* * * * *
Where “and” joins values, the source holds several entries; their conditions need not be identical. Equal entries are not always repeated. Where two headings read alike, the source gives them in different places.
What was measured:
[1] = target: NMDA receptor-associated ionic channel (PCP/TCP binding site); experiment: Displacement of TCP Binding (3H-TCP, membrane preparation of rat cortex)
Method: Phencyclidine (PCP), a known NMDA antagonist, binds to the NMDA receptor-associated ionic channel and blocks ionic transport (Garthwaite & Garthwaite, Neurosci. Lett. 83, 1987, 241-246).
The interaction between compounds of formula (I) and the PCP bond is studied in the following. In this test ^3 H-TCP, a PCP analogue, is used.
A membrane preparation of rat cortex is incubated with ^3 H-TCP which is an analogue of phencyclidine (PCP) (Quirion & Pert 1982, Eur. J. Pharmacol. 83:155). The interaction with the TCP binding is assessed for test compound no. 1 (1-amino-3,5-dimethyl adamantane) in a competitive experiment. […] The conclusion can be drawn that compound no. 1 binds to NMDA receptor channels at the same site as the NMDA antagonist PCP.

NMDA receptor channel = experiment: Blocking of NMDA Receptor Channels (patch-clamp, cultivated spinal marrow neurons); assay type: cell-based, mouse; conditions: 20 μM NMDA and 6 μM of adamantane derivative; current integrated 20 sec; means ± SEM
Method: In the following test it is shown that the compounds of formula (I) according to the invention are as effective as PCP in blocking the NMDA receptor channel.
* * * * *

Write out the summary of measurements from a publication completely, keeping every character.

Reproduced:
Where “and” joins values, the source holds several entries; their conditions need not be identical. Equal entries are not always repeated. Where two headings read alike, the source gives them in different places.
What was measured:
[1] = target: NMDA receptor-associated ionic channel (PCP/TCP binding site); experiment: Displacement of TCP Binding (3H-TCP, membrane preparation of rat cortex)
Method: Phencyclidine (PCP), a known NMDA antagonist, binds to the NMDA receptor-associated ionic channel and blocks ionic transport (Garthwaite & Garthwaite, Neurosci. Lett. 83, 1987, 241-246).
The interaction between compounds of formula (I) and the PCP bond is studied in the following. In this test ^3 H-TCP, a PCP analogue, is used.
A membrane preparation of rat cortex is incubated with ^3 H-TCP which is an analogue of phencyclidine (PCP) (Quirion & Pert 1982, Eur. J. Pharmacol. 83:155). The interaction with the TCP binding is assessed for test compound no. 1 (1-amino-3,5-dimethyl adamantane) in a competitive experiment. […] The conclusion can be drawn that compound no. 1 binds to NMDA receptor channels at the same site as the NMDA antagonist PCP.

NMDA receptor channel = experiment: Blocking of NMDA Receptor Channels (patch-clamp, cultivated spinal marrow neurons); assay type: cell-based, mouse; conditions: 20 μM NMDA and 6 μM of adamantane derivative; current integrated 20 sec; means ± SEM
Method: In the following test it is shown that the compounds of formula (I) according to the invention are as effective as PCP in blocking the NMDA receptor channel.